Some parts of the heathland were spared exploitation for clay mining but because the underlying soil was of low fertility these were often treated as waste ground of no value. During the Second World War, some of the remaining heathland was used as a training ground for allied troops. The land was damaged by these essential operations and damage continued in peacetime when Bovey Heathfield became an informal centre for off-road vehicles. People travelled long distances to race here and considerable damage was inflicted on the land. Burnt out cars were abandoned freely and rubbish was dumped. When in the 1980s, more land was taken to build the nearby industrial estates and associated housing, there was the possibility that heathland might have disappeared altogether in south Devon. Eventually, in 1989, the importance of Bovey Heathfield was recognised and it was designated as a Site of Special Scientific Interest. Even with this protective designation, off-road motor racing continued but by 2002 it was fenced off and taken over by the Devon Wildlife Trust who now manage the land, helped by local volunteers.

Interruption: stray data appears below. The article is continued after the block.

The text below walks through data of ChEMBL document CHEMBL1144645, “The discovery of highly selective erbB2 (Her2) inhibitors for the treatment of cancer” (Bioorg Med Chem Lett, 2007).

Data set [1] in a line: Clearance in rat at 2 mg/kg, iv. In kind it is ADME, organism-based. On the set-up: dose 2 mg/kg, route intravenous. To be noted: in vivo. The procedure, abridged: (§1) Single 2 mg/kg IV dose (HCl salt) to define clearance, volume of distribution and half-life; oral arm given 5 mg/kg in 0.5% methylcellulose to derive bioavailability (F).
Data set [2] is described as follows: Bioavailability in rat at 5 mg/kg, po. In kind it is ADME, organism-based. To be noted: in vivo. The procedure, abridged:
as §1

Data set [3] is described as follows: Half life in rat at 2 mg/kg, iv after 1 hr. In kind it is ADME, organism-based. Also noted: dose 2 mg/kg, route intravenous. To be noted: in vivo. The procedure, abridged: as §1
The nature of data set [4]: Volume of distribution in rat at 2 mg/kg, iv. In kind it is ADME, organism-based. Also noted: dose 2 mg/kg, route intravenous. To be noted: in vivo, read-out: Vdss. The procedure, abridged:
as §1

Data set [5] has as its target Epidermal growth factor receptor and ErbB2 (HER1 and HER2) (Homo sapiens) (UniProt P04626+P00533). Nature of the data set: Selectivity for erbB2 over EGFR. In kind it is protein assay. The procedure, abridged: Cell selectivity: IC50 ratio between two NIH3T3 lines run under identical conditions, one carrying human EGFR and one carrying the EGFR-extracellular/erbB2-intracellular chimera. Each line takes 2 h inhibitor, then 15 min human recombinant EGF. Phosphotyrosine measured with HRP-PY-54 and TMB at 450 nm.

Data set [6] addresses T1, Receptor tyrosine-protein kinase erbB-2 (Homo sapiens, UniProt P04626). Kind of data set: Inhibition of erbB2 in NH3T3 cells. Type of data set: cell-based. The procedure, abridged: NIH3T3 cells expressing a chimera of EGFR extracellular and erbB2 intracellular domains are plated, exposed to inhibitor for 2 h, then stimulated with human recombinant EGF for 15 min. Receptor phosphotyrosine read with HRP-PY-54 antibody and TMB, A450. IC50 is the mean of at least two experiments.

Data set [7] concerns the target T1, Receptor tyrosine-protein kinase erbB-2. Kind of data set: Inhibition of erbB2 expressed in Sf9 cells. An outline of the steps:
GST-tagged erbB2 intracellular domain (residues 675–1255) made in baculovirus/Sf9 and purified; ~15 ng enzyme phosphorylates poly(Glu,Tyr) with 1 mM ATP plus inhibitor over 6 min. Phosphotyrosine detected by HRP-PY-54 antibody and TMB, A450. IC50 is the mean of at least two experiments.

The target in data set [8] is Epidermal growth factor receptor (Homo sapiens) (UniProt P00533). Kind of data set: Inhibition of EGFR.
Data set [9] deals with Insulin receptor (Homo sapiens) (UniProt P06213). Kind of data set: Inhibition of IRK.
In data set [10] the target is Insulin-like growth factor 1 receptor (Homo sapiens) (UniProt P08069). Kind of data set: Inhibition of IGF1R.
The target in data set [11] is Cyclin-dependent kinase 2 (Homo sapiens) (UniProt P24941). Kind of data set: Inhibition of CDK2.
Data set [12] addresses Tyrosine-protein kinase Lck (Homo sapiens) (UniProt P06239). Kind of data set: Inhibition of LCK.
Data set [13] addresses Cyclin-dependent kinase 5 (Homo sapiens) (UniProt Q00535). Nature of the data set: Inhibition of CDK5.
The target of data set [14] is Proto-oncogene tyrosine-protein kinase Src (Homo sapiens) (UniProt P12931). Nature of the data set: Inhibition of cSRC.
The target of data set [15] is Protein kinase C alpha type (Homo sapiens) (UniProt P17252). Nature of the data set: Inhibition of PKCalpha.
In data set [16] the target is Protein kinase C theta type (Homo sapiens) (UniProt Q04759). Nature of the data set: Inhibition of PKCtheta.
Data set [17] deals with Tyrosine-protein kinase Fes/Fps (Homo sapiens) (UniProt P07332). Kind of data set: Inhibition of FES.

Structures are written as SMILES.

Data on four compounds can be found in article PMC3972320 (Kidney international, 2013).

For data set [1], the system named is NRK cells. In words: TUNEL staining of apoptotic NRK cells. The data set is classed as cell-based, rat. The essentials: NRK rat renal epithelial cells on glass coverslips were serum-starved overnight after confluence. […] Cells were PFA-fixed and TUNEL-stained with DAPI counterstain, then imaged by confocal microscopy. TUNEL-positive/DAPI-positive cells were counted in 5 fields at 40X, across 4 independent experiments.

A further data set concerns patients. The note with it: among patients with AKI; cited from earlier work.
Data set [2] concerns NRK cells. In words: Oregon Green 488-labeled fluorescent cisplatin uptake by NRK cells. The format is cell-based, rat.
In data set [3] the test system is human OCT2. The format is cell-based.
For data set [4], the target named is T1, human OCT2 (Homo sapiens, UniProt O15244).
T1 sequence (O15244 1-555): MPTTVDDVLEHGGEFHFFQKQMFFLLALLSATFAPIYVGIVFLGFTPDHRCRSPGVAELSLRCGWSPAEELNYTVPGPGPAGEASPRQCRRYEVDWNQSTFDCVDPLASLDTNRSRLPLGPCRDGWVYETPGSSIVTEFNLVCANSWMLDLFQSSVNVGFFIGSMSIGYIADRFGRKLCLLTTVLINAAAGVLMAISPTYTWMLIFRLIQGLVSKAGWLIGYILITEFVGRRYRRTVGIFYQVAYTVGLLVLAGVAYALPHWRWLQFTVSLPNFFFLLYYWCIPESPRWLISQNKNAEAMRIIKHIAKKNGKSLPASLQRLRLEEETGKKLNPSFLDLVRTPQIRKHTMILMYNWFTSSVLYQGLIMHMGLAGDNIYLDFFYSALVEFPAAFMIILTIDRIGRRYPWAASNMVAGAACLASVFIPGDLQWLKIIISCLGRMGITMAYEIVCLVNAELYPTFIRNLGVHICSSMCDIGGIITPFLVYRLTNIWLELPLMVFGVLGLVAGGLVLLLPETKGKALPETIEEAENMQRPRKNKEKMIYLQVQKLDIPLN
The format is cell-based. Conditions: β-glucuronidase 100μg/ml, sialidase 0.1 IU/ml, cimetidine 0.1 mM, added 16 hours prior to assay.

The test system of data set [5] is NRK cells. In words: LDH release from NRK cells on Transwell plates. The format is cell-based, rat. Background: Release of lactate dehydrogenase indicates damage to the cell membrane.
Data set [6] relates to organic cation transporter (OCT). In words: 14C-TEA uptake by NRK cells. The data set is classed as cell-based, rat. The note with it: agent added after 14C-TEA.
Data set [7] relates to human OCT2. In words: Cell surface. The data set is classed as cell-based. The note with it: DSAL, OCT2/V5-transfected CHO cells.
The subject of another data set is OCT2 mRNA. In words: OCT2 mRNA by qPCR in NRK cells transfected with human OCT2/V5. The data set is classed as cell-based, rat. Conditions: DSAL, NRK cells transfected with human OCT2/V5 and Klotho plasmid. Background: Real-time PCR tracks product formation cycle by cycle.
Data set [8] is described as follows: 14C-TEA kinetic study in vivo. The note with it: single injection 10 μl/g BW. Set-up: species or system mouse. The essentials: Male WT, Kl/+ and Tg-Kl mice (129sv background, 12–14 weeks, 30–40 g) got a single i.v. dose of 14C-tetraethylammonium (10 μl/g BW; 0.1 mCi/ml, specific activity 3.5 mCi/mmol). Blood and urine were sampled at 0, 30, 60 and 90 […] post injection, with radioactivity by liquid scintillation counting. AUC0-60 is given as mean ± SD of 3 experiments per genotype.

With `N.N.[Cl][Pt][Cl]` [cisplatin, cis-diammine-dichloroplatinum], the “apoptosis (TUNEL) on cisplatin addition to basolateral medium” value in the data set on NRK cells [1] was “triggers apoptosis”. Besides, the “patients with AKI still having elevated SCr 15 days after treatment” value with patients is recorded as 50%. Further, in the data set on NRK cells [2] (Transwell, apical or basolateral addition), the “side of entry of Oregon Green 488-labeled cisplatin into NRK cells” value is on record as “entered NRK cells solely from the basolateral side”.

Despite its destructive history, the site now prospers as a nature reserve and the huge ruts in the ground created by the off-road vehicles are gradually disappearing as heathers and gorse take back the land. Typical heathland species of birds, reptiles and invertebrates flourish but pieces of rusty metal or old rusty wheel hubs can still be found scattered among the vegetation, reminders of the site’s previous existence. Taken together, Bovey Heathfield and the nearby Chudleigh Knighton reserve represent only one tenth of the area of heathland that once covered this part of south Devon. This massive loss of habitat must have severely reduced the populations of heathland specialist species. In spite of its regeneration Bovey Heathfield is surrounded by industrial estates and busy roads and this isolation may cause some populations of insects to become inbred so reducing their long-term viability.